This the second part of three on how AI regulation is a chance to fix deeper problems

Just one of the many things the pandemic disrupted last year were exams. In the UK, the A-level exams are make-or-break moments for many students, their university admissions conditional on the results. They are the culmination of a student’s high school career, influencing their trajectory for years ahead. As most students will confirm, the certainty of an exam’s outcome is unclear until that final moment to prove oneself passes and the results arrive. It is a chance to make up for missed assignments…

Self-regulation doesn’t work. The interests of business are too narrow, and it is too easy for them to say better practices are too hard. Our narratives about business and technology further abstract away the power the makers and owners of machines have to make different choices. The only counter-balance is government intervention, influenced by civic action. Unfortunately, that intervention usually comes very long after people have made the problems clear. When it does come, the changes made are poorly negotiated but touted as a great victory for society as a whole.

The Artificial Intelligence Act (AIA), Europe’s new bill for…

See The 2019 Canadian AI Ecosystem

Canada’s academic research expertise helped the country become a leader in the AI startup boom. As the ecosystem matures, those early startups — powered by big ideas — are facing the challenge of operationalizing products in the market. This challenge requires industry expertise, but that expertise will still need to be derived from academia’s AI labs.

According to our latest map of Canadian AI players, the ecosystem is becoming leaner as winners and losers emerge. One of our main metrics for ecosystem growth we have looked at has been the number of AI companies…

A little over nine months ago I was honoured to be chosen as the sole non-European expert to provide input, both from a Canadian and an industry perspective, into the European Commission’s High-Level Expert Group on AI (AI HLEG). Yesterday we published our final Ethics Guidelines for Trustworthy Artificial Intelligence.

In these guidelines, we pursue a “human-centric approach,” informed by human and fundamental rights such as dignity, freedom, equality and justice. …

Read the full report

For the second year in a row, my team and I have surveyed the global AI talent pool to try to piece together a broad view of its size and state. We found that while demand for top-tier AI talent has never been higher, AI specialists with strong educational profiles and experience are still relatively rare.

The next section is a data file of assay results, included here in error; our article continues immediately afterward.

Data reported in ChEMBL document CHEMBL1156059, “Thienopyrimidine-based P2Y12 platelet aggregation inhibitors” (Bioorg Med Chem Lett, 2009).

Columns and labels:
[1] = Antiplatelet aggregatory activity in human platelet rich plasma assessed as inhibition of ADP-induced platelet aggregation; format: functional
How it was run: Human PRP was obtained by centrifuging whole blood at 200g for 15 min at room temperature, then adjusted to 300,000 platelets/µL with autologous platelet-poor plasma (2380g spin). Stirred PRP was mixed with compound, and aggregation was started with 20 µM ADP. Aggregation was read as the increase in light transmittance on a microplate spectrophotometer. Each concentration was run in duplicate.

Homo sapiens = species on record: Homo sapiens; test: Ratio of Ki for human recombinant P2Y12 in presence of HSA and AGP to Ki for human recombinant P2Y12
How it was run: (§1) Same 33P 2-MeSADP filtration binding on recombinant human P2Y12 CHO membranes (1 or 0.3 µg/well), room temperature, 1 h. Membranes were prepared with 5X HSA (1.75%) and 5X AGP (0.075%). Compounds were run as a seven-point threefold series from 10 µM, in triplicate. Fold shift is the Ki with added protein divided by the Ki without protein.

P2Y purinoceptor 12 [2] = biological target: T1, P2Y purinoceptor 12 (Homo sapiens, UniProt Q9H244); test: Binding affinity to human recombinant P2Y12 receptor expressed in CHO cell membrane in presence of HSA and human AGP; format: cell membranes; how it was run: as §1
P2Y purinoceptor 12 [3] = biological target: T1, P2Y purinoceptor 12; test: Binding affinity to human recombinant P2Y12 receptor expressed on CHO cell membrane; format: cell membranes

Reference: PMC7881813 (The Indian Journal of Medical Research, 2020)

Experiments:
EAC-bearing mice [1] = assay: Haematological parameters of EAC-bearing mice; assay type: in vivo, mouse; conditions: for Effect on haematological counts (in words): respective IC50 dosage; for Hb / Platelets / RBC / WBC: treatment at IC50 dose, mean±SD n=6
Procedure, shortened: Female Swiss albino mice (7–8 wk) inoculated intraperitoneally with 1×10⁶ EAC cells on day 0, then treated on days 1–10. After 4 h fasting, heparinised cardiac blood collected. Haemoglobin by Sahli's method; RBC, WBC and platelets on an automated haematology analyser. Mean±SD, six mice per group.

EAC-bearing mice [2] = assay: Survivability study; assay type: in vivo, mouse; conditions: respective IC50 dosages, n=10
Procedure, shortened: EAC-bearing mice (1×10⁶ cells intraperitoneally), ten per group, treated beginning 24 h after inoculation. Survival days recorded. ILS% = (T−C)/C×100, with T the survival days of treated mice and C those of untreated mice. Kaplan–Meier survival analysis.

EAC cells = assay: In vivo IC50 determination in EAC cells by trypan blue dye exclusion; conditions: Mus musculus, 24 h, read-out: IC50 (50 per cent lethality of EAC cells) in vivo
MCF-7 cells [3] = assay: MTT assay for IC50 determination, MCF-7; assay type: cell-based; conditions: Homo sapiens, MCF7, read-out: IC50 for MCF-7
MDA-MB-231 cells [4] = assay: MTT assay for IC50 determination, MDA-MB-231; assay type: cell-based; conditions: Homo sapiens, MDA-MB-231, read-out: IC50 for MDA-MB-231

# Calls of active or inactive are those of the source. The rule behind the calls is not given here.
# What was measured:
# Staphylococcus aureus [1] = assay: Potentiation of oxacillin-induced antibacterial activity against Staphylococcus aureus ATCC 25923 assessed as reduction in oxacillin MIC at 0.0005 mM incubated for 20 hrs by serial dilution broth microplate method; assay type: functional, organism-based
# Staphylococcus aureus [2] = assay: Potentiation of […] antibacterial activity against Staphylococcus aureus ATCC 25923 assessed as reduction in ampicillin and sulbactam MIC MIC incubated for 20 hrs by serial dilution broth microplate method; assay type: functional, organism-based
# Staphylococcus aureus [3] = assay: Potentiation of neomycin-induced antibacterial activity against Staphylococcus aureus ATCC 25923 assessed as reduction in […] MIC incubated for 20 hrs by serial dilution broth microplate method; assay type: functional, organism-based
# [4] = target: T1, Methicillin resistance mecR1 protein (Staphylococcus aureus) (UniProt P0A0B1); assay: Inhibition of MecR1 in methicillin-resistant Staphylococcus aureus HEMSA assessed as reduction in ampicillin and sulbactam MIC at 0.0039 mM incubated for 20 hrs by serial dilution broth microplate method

This should be no news to anyone: we knew from the outset that demand outstripped supply. This was supported by anecdotal accounts from recruiters, who report being unable to find skilled workers to fill AI job vacancies. Several recent surveys

It used to be that people would study a process, its inputs and its outputs, to write code that could automate that process. Building such software is a form of capturing intellectual property in digital form, and until now it has been a cognitive task mostly driven by humans. Today AI is writing its own software, extracting signal from noise, figuring out the rules by itself; it’s taking on that cognitive task of digitally codifying the world. It is revolutionizing what can be automated and the scale at which it can be deployed. …

Photo by Joakim Honkasalo on Unsplash

Next week I’m headed to Brussels to be confirmed as a member of the European Commission’s High-Level Expert Group on AI (you can check the link for the mandate and full list of members). Non-European representatives are incredibly rare occurrences in the EC’s HLGs and I’m honored to have been accepted as we’ll be acting as the steering committee for the European AI Alliance’s work. It is an incredible initiative to support broad collaboration across domains of expertise, industry, society and nationality. I applied to join because Europe has been setting the example for creating the much-needed frameworks for cooperation…

Welcome to the now “annual” Canadian AI Ecosystem Map. What a year it’s been.

The point of creating this map was to emphasize that the strength lies in the Canadian AI Ecosystem, as opposed to just one city’s. This year, we’ve seen ties strengthen, but also some weaknesses exposed. What I see now is a corridor of cities, each remarkable in their own right, coming together into a cohesive form that is comparable in size and influence with the US East Coast or Paris and London.

See the full report here. The report also goes to feed the excellent (and…

I reached out for help a little while ago on Twitter and on LinkedIn to assess the size and state of the global AI talent pool — a crucial issue for the entire industry going forward. Thank you to those of you from around the world who responded in large numbers. Your generous input has gone into a new report that we at Element AI have developed. We now have a more detailed picture of the size and characteristics of the pool of AI experts going into 2018. I see this report as a living document that will continue growing…

Photo by Ghost Presenter on Unsplash

I often get asked what are the most important skills for a student to learn going into the coming decade of new AI technology. I have some ideas about why I’m asked this, but it still surprises me how desperate some people are to know the “secret” winning skills of the future.

The World Economic Forum’s own list for 2020 is basically a shuffle of their list from 2015, with complex problem solving at the top of both. And while I don’t know exactly how long it’s been around, I don’t think it’s a particularly new idea that college education…

Jean-Francois Gagné

CEO @ElementAI

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